In addition, certain declarations are sought, based on an alleged medical condition affecting the first named applicant, that to enforce the deportation order against her would breach her personal right to bodily integrity, her right to life and her right to be treated in a humane manner, as protected by the Constitution and the Convention. The grounding affidavit of the second named applicant refers to this medical condition as chronic anaemia, though the medical evidence fails to specify the particular ailment. Connected to this aspect of the application is an application for a declaration that that in the light of certain representations made to her by the respondent that she would not be deported until her medical condition stabilised, a legitimate expectation arises such as would be breached if the deportation order is enforced.

5

There is also relief sought by way of declaration that the deportation order itself is by now spent and is not enforceable against the first named applicant.

6

This application does not come within the ambit of s.5(2) of the Illegal Immigrants (Trafficking) Act, 2000, and accordingly the applicants must for the purpose of this application satisfy the Court that there are arguable grounds for seeking the reliefs set forth in the Statement of Grounds.

Factual Background:
7

The applicants are Romanian nationals. The first named applicant arrived in the State on the 1st August 2001 at Rosslare and applied for asylum on the 14th August 2001. She had a Romanian passport which contained a C-Schengan visa issued by Germany and valid for the period from 20th July 2001 until 18th August 2001.

8

She married the second named applicant in this State on the 13th November 2001. However this marriage was not notified to the respondent prior to the making of the deportation order in this case in respect of the first named applicant on the 23rd November 2001. The second named applicant was at that time lawfully residing and working in the State for about eight years.

9

Her application was treated as coming with the terms of the Dublin Convention, and therefore one more appropriately dealt with by the German authorities, and on that basis a deportation order was made. The decision to so treat the application was the subject of judicial review proceedings which were determined in October 2002. The said applicant also wrote to the respondent seeking to have the deportation order revoked on the basis that her marriage to the second named applicant, and applied for leave to remain here with him. This application was refused by letter dated 13th November 2003. This notification was almost two years subsequent to her application for revocation made at the end of November 2001.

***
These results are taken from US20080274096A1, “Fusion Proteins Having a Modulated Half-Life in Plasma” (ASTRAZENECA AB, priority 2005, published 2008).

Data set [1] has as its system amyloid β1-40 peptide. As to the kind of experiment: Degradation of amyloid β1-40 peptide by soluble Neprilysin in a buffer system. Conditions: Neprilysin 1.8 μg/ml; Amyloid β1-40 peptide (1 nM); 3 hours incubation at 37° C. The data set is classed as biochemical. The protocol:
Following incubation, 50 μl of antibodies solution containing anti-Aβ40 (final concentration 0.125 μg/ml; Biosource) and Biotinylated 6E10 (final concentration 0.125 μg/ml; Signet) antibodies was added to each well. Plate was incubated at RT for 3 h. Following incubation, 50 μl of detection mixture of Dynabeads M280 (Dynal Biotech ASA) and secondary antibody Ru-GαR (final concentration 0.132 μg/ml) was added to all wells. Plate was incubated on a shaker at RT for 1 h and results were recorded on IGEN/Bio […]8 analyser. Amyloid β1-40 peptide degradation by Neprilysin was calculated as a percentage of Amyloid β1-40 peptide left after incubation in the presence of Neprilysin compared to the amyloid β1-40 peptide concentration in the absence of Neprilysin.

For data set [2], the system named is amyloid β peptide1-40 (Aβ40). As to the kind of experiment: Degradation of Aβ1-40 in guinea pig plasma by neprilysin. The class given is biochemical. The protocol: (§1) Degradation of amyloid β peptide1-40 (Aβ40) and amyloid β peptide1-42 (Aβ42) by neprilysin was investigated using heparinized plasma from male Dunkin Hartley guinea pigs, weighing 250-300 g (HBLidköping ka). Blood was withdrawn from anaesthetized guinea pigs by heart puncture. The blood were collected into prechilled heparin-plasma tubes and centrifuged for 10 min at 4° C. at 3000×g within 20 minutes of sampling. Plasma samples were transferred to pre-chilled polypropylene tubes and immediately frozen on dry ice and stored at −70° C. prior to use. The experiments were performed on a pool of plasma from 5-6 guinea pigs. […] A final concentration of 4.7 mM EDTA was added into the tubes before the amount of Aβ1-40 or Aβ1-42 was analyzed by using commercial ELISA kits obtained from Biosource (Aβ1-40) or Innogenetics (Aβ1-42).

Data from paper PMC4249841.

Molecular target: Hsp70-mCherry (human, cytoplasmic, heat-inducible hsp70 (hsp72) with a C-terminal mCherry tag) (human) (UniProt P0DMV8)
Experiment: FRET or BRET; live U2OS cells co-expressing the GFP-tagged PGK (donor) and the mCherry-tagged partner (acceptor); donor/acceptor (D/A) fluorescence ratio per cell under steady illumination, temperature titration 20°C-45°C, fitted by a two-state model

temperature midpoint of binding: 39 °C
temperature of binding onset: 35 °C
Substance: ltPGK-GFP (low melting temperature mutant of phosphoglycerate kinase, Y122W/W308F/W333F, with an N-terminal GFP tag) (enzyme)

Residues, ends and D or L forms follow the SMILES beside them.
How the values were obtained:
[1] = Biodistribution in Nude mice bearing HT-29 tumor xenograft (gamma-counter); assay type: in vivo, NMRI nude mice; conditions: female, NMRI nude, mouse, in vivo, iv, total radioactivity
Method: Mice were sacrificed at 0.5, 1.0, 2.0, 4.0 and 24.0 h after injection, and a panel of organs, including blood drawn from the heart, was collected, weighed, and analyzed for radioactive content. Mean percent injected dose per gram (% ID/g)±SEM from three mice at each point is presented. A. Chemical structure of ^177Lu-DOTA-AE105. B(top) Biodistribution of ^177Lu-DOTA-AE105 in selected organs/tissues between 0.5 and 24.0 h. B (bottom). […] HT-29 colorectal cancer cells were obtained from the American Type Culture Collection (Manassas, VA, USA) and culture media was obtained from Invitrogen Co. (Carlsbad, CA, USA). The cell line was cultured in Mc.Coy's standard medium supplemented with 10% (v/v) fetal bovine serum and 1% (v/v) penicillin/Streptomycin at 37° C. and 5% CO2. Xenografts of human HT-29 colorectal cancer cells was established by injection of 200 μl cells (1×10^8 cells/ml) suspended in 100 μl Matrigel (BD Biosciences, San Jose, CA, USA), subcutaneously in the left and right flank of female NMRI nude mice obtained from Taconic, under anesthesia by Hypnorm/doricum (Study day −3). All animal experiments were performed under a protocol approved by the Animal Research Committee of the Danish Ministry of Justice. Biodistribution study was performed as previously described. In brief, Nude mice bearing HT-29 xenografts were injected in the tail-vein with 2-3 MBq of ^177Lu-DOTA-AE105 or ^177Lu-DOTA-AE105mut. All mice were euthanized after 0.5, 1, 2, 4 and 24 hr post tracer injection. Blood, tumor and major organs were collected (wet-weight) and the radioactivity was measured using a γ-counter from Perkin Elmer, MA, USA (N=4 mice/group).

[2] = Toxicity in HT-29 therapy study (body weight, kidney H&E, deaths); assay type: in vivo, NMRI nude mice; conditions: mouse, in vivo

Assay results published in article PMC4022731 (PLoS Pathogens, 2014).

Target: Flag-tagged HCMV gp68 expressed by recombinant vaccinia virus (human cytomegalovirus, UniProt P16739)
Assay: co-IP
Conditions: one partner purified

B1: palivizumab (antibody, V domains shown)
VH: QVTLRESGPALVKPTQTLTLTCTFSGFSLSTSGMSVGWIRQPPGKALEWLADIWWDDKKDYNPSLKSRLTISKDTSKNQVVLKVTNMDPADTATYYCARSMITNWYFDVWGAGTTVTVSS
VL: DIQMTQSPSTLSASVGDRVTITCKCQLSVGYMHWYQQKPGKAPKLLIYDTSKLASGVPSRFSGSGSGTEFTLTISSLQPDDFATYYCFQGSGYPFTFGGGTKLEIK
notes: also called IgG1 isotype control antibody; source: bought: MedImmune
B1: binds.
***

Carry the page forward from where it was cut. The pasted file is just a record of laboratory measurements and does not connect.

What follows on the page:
10

Since December 2003 the first named applicant has been certified as unfit to travel as already referred to. Since the making of the deportation order she has been required to present herself in the usual way to the Garda National Immigration Bureau and has complied with these requests, but she states that in April 2004 when attending at GNIB pursuant to a letter requesting that she do so, she was first of all told that she would be asked to return again after her next medical appointment, that she was asked to wait until somebody could deal with her, and that having waited for several hours she was advised that she was being arrested and would be deported the following morning. An application was made to the High Court successfully on her behalf for an injunction restraining her deportation, pending determination of these proceedings.

Applicants' grounds for applying for the reliefs sought:
•Breach of private and family rights:
11

It is argued on behalf of both applicants that the respondent's decision to refuse to revoke the deportation order once he was notified of the applicants' marriage breaches their rights, both Constitution and Convention to reside in this State as a family unit. It is also argued that the respondent has failed to put forward any replying affidavit in which he might seek to justify the decision to refuse, and thereby satisfy the requirement to justify on some grounds considered proportionate what the applicants say is a breach of a fundamental right. In this regard the applicants submit that the reason set forth in the letter of notification to them dated 13th November 2003, namely "the interest of upholding the Immigration and Asylum laws in the State", is not a sufficient justification for the breach, and that the respondent's decision is therefore disproportionate.

12

Ms. Barrington on behalf of the respondent has submitted that while undoubtedly there are constitutionally recognised and protected family rights, this protection does not prevent the respondent where he chooses so to do, to deport one spouse in circumstances where the other spouse is permitted to remain. She has submitted that the respondent is entitled to enforce the immigration laws of the state even in circumstances where to do so results in the break up of the family unit. The Court has been referred to the judgments in Osheku v. Ireland [1986] I.R. 733, and Pok Shun Sun v. Ireland [1986] I.L.R.M. 593, both of which have been referred to by Ryan J. in his judgment in...